Can Rodrigo Duterte win by being himself?

Pia Ranada
Can Rodrigo Duterte win by being himself?
Duterte wants voters to take him for who he is. But is his authenticity alienating the moderates who could win him the presidency?

MANILA, Philippines – Rodrigo Duterte has been this election’s suckerpunch to the stomach.

He pulled the rug under everyone when he announced his presidential run. He continues to shock with incendiary statements on freeing villified political personalities, lips-to-lips kissing with supporters, and curses at the Pope.

Yet, to many, his presidential candidacy is a long time in the making. Those who believe in his no-nonsense approach to fighting crime and corruption, in his upliftment of Davao City, say it’s about time the Philippines is led by someone who won’t take “no” for an answer.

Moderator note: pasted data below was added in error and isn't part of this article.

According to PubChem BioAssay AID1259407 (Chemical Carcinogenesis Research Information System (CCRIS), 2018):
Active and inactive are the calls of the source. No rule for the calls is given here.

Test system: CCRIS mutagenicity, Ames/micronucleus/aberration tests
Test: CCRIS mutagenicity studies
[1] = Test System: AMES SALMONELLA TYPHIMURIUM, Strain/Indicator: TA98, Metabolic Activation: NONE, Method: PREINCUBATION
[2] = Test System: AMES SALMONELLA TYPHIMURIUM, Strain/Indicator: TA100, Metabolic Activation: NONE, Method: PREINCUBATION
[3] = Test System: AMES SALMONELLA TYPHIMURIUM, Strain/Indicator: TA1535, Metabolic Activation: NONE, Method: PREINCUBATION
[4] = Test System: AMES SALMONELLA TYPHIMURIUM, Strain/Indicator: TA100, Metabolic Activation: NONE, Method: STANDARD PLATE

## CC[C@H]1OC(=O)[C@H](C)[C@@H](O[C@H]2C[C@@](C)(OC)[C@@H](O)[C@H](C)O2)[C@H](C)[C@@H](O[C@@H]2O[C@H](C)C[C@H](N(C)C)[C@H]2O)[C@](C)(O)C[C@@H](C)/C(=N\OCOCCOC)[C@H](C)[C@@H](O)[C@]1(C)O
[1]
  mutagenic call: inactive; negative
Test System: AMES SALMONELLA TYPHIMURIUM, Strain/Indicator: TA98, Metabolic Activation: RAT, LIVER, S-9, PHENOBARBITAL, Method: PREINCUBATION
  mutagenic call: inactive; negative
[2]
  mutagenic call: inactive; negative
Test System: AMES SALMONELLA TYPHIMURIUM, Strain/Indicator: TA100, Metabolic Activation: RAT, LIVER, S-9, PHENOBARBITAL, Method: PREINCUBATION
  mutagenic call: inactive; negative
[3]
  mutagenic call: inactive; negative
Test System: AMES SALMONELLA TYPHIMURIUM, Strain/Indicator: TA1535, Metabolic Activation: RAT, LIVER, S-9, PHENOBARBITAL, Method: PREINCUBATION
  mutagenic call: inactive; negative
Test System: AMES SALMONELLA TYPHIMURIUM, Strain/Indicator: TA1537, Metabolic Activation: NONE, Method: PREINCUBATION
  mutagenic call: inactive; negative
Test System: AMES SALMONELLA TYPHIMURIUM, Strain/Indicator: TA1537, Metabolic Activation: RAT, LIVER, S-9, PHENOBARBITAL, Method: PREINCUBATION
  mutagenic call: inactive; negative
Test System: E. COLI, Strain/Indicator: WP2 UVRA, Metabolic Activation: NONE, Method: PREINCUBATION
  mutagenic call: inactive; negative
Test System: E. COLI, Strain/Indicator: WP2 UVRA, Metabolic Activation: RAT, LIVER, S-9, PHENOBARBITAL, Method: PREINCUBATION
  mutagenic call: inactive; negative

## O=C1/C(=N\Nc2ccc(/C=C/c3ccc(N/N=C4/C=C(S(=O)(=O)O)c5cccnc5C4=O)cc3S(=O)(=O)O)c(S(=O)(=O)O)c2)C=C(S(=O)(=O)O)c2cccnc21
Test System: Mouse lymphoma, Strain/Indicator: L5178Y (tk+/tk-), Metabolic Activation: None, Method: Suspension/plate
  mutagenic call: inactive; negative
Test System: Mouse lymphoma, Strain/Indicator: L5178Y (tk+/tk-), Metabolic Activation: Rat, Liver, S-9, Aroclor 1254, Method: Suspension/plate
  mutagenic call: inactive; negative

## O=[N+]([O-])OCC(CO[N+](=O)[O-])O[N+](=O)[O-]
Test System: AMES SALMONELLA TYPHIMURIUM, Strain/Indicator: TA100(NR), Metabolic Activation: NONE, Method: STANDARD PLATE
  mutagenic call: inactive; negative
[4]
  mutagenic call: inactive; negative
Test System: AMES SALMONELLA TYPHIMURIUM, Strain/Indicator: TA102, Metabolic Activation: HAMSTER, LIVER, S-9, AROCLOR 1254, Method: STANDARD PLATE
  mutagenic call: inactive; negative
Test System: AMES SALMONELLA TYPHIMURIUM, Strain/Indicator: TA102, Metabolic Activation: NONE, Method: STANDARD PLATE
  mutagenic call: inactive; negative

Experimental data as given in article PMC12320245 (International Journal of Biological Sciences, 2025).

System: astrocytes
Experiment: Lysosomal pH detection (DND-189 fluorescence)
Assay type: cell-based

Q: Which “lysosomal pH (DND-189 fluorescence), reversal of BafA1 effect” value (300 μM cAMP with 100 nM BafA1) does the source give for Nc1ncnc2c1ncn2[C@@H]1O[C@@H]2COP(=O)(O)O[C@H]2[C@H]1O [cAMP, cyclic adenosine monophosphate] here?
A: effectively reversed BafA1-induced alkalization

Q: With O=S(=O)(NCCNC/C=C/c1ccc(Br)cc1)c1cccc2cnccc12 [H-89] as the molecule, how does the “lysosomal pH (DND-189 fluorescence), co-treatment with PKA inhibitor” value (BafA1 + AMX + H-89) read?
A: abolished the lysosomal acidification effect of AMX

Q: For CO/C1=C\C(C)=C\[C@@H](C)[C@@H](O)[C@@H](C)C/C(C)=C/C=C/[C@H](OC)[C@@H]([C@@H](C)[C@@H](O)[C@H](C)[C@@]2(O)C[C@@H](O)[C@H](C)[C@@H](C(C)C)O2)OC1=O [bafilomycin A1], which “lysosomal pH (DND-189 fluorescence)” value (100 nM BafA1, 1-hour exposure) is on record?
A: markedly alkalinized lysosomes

Duterte’s popularity is evident in recent electoral surveys. He is now at second or third place among the country’s top choices for president.

With margins between candidates so slim, analysts still say it’s anyone’s ball game.

The next 90 days left in the campaign season will determine who will outrun the rest on election day in May. 

Duterte, a latecomer in the race, has a lot of catching up to do. With time running short, no one can afford to make the wrong move.

Rappler talks to political analysts for their thoughts on what Duterte and his campaign team should be doing from now until May to increase his chances of winning.


TIP 1: Convert the unconvinced